There’s so much silence around isolation and illness. So much left unsaid. But when confidences are trusted and whispered to me by you from all around the world, they are the same whispers every time. And it’s always about That Date.

See when we have been very poorly for a very long time there comes a moment where we just can’t take it anymore. When that day arrives there is a magic date in our heads that we give ourselves. The day we hit rock bottom and we know we surely cannot survive living like this any longer. That no one would expect us to. On that day we give ourselves a year, a year to that exact day-and if things do not improve by then we give ourselves permission to take control. We will make sure that it is over once and for all.

Everyone thinks it is only they who have this thought, but it’s simply not true. Because if it was then I wouldn’t need to be writing this. I wouldn’t have had the people who find me all whispering me their date, finally saying what hitherto had been left unsaid. The date it will be over by, the carrot dangling on the stick that ensures getting through the here and now is possible.

I meet so many people frighteningly close to their own date with ending it all. So many.  Far too many. I came very close to my own, so close, far too close.  That date when it is too late to say the unsaid because the unfinished has now been finished.

I’m used to people finding me randomly, whether it’s through my website or a chance meeting with a friend or relative literally on the street sometimes (I’ve a massive mouth and will talk to anyone who stands still long enough). It is always a friend or relative because the person who needs to be helped cannot leave the house (yet). But today for the first time ever I realised there will be a point where I am too late. Where the person talking to me will start with telling me about their loved one being housebound, but end with telling me that they couldn’t take it anymore and took their own life. That the help they needed did not get to them in time. Today I sat on a London bus and I cried at the futility of what I seem to be doing. When so many need help and the answer is here and it is free and it can be provided so easily. Yet it seems to be reaching so few. To the majority who need it-it is still left unsaid.

Sometimes acceptance of a situation is just resignation. If it seems like the fight has gone out of a loved one when it comes to their hope of recovery then we need to be aware that there may be something far more sinister occurring than them simply finding peace with where they are. It’s not ok to be housebound for years, to have a body that does not work. It’s not easy to deal with being cared for full time. To watch your life slipping by. It’s not simply to be endured. And it’s okay to admit that you have the feelings of being unable to bear it any longer. Just saying it out loud is enough to start finding the help you need to get you past this part.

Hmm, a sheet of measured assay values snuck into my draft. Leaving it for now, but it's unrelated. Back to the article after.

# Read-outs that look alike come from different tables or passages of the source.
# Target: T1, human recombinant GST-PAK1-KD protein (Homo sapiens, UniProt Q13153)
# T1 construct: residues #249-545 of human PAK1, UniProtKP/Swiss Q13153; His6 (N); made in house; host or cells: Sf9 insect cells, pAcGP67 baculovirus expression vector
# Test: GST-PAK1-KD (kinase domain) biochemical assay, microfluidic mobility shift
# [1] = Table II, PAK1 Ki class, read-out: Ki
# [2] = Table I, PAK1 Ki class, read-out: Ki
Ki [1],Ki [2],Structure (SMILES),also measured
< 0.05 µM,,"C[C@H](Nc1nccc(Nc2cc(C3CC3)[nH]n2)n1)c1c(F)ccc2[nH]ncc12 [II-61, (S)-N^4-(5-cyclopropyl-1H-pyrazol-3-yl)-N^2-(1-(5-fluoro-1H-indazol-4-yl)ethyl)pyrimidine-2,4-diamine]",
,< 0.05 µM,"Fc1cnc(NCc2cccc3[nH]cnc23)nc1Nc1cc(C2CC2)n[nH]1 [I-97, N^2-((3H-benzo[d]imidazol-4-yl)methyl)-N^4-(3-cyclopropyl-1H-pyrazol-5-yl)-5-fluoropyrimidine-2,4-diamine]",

I have also played my part in building this wall of silence. Of not being as open as I could have been about how far someone can be sliding into their pit of despair without any outward signs showing. I have allowed people to wear their masks in front of me and said nothing. But it needs to stop. There is no shame in admitting that life can seem unbearable. That we are standing in the dark and no longer have any hope that the light will find us.  Just speak it out loud is all I’m asking. Let someone else carry it for you for a while.

There is hope. There is always hope. We have to keep edging as near to this feeling of hope as we can- living the really tough days out moment by moment. We have to keep talking to each other, keep sharing the things that we know work. Be generous with our own cures and our miracles. Not be afraid that we will be laughed at by experts or peers. Everyone laughed at me. People still don’t take me seriously when I tell them I can help them get well- and I don’t blame them.  Don’t exactly look like a powerhouse of knowledge, do I? I don’t look like anything special at all. Because I’m not. That’s the point. I’m just an ordinary lass with a slightly unusual story that I refuse to keep quiet about . Until my recovery becomes an accepted norm.

If I say my unsaid things-and you say your unsaid things and we all hold each other’s hands during the bits we are most afraid to speak. If we just keep repeating ourselves anyway-even through the fear of ridicule then it is my greatest hope that people will listen. And people will get well. Now. Today. And all the tomorrow’s to come. There will be no need to set ourselves any dates for when it will be over. There will be no talk of endings. Only endless beginnings. And then the real living can start.